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This Kerbal Space Program controller makes the game that little bit more absurd

Kerbal Space Program is science at its silliest. This custom controller is just the cherry on top.

I don’t know about you, but I get incredibly confused by a game like Kerbal Space Program, which is why I can’t tell if this custom-built controller is a blessing or a curse. Suitably named the KSP-HOTASABBAK Controller (Kerbal Space Program – ‘Hands on Throttle and Stick and Button Box and Keyboard’, catchy right?), this marvel of human engineering is almost as absurd as the game itself.

It’s unlikely that you haven’t heard of Kerbal Space Program by now, especially with its sequel on the way, but the concept is fairly simple. You’re in charge of a company akin to NASA run by little green aliens, the titular Kerbals, and you can pretty much build whatever spaceship you like with the many, many parts you have access to.

It doesn’t mean that the spaceship will work, of course, and sometimes it’s funnier if it doesn’t. But the beauty of KSP is that if you can think it, you can build it. Realistically, the easy part is the build process – the real kicker for players comes with trying to control the ship once its airborne, which is why this controller is so intriguing.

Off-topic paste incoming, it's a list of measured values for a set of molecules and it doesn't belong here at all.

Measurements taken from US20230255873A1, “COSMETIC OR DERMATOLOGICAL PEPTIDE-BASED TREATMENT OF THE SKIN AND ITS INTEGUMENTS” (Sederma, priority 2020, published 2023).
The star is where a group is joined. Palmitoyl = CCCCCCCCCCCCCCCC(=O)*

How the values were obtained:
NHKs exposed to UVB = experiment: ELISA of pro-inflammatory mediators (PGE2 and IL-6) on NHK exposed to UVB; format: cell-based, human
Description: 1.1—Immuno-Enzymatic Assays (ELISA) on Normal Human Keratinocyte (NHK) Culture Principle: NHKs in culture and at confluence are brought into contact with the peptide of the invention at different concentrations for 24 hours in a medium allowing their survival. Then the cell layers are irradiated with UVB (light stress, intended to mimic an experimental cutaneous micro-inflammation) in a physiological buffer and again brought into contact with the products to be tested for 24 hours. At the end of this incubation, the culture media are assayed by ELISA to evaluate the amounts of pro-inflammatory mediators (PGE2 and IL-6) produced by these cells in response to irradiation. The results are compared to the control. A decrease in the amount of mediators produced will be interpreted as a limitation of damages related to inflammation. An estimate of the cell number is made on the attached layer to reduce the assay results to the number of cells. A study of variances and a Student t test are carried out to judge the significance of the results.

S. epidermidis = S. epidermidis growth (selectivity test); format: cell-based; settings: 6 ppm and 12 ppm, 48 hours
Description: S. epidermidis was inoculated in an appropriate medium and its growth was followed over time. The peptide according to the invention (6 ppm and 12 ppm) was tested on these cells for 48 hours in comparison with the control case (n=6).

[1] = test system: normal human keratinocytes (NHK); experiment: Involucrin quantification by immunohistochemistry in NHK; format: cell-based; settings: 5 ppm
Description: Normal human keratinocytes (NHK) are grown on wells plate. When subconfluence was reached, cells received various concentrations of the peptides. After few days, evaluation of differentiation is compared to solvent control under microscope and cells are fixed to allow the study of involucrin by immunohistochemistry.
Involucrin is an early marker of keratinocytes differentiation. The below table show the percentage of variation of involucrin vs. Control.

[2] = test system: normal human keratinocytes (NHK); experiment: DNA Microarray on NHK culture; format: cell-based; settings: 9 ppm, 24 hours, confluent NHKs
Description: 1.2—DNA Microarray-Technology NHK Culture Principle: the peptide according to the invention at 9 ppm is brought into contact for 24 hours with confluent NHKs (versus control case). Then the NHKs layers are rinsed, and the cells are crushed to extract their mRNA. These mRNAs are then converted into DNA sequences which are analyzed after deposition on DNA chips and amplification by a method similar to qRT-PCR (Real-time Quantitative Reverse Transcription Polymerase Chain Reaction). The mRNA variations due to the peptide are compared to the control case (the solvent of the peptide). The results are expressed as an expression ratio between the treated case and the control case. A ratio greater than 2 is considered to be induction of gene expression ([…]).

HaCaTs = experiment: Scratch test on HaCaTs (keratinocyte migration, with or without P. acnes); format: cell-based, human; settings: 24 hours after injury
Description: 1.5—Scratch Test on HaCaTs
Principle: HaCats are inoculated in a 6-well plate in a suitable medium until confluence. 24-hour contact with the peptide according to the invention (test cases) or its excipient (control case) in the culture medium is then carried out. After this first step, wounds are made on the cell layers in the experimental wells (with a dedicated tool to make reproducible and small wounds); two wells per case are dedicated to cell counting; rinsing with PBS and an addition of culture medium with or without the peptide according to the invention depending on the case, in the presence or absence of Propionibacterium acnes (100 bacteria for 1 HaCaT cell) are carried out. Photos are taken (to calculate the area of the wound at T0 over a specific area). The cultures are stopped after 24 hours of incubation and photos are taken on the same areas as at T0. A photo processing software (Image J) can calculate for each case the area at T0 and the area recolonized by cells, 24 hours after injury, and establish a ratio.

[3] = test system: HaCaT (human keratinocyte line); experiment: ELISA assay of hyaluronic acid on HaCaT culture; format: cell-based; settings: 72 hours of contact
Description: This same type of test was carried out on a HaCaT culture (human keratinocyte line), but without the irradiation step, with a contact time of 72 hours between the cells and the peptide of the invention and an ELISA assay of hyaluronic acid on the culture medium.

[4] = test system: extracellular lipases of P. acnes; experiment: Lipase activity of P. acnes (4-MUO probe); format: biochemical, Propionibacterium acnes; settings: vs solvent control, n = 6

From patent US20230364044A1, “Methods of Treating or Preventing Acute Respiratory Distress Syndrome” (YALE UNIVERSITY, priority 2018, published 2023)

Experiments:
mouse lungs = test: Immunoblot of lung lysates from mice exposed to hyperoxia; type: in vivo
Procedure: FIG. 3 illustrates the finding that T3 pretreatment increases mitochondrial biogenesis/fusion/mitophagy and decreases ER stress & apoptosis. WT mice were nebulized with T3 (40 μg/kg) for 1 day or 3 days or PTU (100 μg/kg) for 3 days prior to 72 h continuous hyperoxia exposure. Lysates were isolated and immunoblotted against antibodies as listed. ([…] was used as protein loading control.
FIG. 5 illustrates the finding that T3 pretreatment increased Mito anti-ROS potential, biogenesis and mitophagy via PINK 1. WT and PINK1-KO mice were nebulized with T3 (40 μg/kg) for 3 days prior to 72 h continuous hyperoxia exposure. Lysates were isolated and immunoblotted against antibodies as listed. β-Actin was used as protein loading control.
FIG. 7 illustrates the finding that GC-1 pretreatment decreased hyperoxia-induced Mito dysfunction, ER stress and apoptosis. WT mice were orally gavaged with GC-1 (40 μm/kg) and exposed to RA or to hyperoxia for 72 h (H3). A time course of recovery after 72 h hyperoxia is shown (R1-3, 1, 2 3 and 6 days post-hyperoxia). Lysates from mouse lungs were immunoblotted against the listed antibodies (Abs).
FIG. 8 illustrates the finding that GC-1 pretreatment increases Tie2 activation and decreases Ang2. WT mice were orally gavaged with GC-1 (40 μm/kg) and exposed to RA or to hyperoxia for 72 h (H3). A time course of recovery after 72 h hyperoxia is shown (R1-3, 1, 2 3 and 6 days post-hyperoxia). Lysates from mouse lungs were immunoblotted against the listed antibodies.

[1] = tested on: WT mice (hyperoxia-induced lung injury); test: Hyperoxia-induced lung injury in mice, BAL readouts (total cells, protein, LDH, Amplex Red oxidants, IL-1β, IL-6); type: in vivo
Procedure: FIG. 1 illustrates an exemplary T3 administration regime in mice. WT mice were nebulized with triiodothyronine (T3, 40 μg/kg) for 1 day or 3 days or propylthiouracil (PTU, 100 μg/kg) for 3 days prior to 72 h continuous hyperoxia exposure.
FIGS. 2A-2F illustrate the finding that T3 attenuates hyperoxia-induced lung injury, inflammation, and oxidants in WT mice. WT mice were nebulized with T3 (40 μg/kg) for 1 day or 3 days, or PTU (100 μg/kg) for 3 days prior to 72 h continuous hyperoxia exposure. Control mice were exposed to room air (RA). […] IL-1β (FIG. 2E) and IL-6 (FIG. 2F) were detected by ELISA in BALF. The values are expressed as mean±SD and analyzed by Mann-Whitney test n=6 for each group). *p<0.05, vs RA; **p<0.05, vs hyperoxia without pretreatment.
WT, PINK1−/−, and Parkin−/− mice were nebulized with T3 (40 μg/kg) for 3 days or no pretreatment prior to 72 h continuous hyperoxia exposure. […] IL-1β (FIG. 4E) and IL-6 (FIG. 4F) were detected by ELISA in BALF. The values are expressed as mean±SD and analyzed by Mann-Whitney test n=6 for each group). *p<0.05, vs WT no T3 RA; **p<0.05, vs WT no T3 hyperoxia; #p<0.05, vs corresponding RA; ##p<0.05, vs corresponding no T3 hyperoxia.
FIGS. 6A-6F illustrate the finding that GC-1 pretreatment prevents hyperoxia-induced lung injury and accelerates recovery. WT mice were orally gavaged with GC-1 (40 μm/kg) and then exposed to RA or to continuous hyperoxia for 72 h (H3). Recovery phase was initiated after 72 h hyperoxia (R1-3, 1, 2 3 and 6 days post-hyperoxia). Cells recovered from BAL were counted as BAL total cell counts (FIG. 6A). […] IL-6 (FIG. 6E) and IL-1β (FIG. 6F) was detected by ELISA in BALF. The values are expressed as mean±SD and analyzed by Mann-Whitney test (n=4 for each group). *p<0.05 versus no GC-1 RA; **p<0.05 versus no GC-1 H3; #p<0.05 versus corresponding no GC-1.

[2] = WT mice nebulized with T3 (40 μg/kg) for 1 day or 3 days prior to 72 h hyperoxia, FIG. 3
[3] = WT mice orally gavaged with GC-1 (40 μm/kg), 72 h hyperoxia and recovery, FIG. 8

Grounded in an old Texas Instruments 99/4A case and inspired by 1970s to ‘80s era NASA, the controller would still be beautiful even if it wasn’t functional. Fortunately, it does work and the utilitarian in my heart finds it gorgeous in every way.

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Throttle, pitch/yaw, landing gears, even the staging sequence… if it’s a functional part of the build or flight process, it’s all been taken into consideration on this controller. The best space games love to give you some sort of feeling of control when flying through the sky, but never have I seen a controller which reciprocates that intuition quite so well. If you handed it to me I would believe it genuine NASA equipment if it wasn’t for the new improved spelling of Texas, to Kexas.

You can check out the entire post, including a load of DIY knowledge about how this unit was created, and some footage of all its luminous lights, shiny switches, and the stupidly tempting panic button. If you’re going to make a button that red and that big, you can’t expect me not to body slam it right? Oh, and if you have a thing for physical interfaces, check out our list of the best PC controllers for more handheld goodness.